Big data has quickly become a critical asset for businesses of all sizes, and in all industries.
However, data alone does not automatically create value. It takes a strong business intelligence developer to be able to manipulate and analyze data to help business leaders make informed decisions.
The US Bureau of Labor Statistics predicts that the demand for Business Intelligence Developers will increase by 22% by 2030. As companies seek to make use of their data, the market for advanced business intelligence skills will become even more competitive than it is today.
This is great news for business intelligence developers, who can take advantage of the market and command a higher salary; but first, you must show your expertise. Prepare for your next interview to put yourself in a position to negotiate your salary and take your pick of the opportunities out there.
Business Intelligence Job Interview: Top Questions and Answers
Here are seven common business intelligence interview questions — and some good answers you can use — to help you stand out in the job market.
1. Which BI tools do you have experience using?
There are a range of BI tools on the market, and each company with which you interview may use something different. According to experts, the most common BI tools are Microsoft Power BI, Tableau, Qlik, SAS BI, and ThoughtSpot.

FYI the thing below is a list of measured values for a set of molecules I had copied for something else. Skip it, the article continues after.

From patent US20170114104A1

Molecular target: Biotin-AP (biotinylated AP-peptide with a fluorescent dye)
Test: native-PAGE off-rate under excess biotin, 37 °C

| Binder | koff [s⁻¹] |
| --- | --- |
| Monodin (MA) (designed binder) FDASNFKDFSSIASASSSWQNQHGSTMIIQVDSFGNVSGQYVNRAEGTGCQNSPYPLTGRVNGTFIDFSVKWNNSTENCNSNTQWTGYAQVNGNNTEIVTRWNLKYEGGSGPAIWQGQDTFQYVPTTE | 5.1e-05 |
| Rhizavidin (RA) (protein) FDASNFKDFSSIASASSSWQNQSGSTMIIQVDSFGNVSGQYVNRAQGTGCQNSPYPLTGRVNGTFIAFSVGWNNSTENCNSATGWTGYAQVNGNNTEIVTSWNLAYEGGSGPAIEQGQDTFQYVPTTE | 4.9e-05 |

Be honest about the BI tools that you are well-versed in using! There’s no wrong answer here. Most interviewers ask this question to understand what resources and training you will need to be successful. If you have experience with a few different BI tools, mention how they overlap and work together so that your hiring team can see that you are a quick learner. This also shows that you understand the intricacies of each platform, its role and limitations.
2. What is the biggest non-technical challenge you faced?
Many interviewers will be able to see from your resume, portfolio, or skills assessment that you have the technical expertise to work as a business intelligence developer. However, they’ll also want to know about your soft skills. This question aims to understand how you think through problems, work creatively, and communicate.
Business intelligence isn’t just about diving into the data. These experts must also be able to explain their analyses and provide potential solutions to business problems. As such, use your answer to show how you break down a complex data set into manageable business insights. How do you translate your technical work for a nontechnical audience?
3. What steps would you take to implement BI analytics for our company from the ground up?
Despite the growth of Big Data, many companies still don’t have a robust BI analytics function built into their operations. They may be hiring you to do just that. How would you approach this task?